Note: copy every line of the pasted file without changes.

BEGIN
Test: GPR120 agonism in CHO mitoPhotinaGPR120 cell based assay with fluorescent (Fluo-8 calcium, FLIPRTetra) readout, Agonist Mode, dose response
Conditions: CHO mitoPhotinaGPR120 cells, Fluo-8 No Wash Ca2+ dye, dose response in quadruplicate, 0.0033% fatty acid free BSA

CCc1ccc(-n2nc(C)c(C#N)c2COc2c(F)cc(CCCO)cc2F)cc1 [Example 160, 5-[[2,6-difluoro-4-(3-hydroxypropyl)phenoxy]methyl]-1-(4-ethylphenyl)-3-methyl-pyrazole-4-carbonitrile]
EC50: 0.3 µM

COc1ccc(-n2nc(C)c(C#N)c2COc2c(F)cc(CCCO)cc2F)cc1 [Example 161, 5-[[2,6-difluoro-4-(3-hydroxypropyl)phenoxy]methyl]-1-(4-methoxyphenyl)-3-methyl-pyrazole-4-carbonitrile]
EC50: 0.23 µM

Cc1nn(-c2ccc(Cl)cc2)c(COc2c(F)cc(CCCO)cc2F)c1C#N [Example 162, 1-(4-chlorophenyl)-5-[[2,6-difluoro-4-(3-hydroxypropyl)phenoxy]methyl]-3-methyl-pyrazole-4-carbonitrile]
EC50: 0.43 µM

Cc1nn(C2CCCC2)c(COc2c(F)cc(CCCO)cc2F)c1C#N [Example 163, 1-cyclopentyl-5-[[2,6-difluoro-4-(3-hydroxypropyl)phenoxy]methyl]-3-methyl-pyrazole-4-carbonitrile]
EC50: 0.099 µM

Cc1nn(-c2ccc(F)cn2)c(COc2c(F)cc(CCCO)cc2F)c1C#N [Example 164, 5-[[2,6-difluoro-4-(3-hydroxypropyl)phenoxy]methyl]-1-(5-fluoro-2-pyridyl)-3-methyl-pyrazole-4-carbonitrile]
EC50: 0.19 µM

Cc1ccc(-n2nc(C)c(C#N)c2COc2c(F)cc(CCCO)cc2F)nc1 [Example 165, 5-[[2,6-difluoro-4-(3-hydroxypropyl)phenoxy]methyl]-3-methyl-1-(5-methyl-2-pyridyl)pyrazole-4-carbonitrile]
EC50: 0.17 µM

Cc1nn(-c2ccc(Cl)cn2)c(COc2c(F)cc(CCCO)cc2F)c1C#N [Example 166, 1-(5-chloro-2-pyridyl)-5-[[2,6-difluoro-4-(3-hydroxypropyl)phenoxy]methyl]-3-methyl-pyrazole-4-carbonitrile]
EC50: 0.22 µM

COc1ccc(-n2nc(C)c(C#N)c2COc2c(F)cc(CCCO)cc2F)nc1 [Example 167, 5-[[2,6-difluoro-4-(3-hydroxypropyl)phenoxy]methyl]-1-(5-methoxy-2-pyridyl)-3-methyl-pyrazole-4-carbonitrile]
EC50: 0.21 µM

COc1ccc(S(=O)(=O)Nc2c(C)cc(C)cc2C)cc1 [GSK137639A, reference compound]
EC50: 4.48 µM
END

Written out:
Test: GPR120 agonism in CHO mitoPhotinaGPR120 cell based assay with fluorescent (Fluo-8 calcium, FLIPRTetra) readout, Agonist Mode, dose response
Conditions: CHO mitoPhotinaGPR120 cells, Fluo-8 No Wash Ca2+ dye, dose response in quadruplicate, 0.0033% fatty acid free BSA

CCc1ccc(-n2nc(C)c(C#N)c2COc2c(F)cc(CCCO)cc2F)cc1 [Example 160, 5-[[2,6-difluoro-4-(3-hydroxypropyl)phenoxy]methyl]-1-(4-ethylphenyl)-3-methyl-pyrazole-4-carbonitrile]
EC50: 0.3 µM

COc1ccc(-n2nc(C)c(C#N)c2COc2c(F)cc(CCCO)cc2F)cc1 [Example 161, 5-[[2,6-difluoro-4-(3-hydroxypropyl)phenoxy]methyl]-1-(4-methoxyphenyl)-3-methyl-pyrazole-4-carbonitrile]
EC50: 0.23 µM

Cc1nn(-c2ccc(Cl)cc2)c(COc2c(F)cc(CCCO)cc2F)c1C#N [Example 162, 1-(4-chlorophenyl)-5-[[2,6-difluoro-4-(3-hydroxypropyl)phenoxy]methyl]-3-methyl-pyrazole-4-carbonitrile]
EC50: 0.43 µM

Cc1nn(C2CCCC2)c(COc2c(F)cc(CCCO)cc2F)c1C#N [Example 163, 1-cyclopentyl-5-[[2,6-difluoro-4-(3-hydroxypropyl)phenoxy]methyl]-3-methyl-pyrazole-4-carbonitrile]
EC50: 0.099 µM

Cc1nn(-c2ccc(F)cn2)c(COc2c(F)cc(CCCO)cc2F)c1C#N [Example 164, 5-[[2,6-difluoro-4-(3-hydroxypropyl)phenoxy]methyl]-1-(5-fluoro-2-pyridyl)-3-methyl-pyrazole-4-carbonitrile]
EC50: 0.19 µM

Cc1ccc(-n2nc(C)c(C#N)c2COc2c(F)cc(CCCO)cc2F)nc1 [Example 165, 5-[[2,6-difluoro-4-(3-hydroxypropyl)phenoxy]methyl]-3-methyl-1-(5-methyl-2-pyridyl)pyrazole-4-carbonitrile]
EC50: 0.17 µM

Cc1nn(-c2ccc(Cl)cn2)c(COc2c(F)cc(CCCO)cc2F)c1C#N [Example 166, 1-(5-chloro-2-pyridyl)-5-[[2,6-difluoro-4-(3-hydroxypropyl)phenoxy]methyl]-3-methyl-pyrazole-4-carbonitrile]
EC50: 0.22 µM

COc1ccc(-n2nc(C)c(C#N)c2COc2c(F)cc(CCCO)cc2F)nc1 [Example 167, 5-[[2,6-difluoro-4-(3-hydroxypropyl)phenoxy]methyl]-1-(5-methoxy-2-pyridyl)-3-methyl-pyrazole-4-carbonitrile]
EC50: 0.21 µM

COc1ccc(S(=O)(=O)Nc2c(C)cc(C)cc2C)cc1 [GSK137639A, reference compound]
EC50: 4.48 µM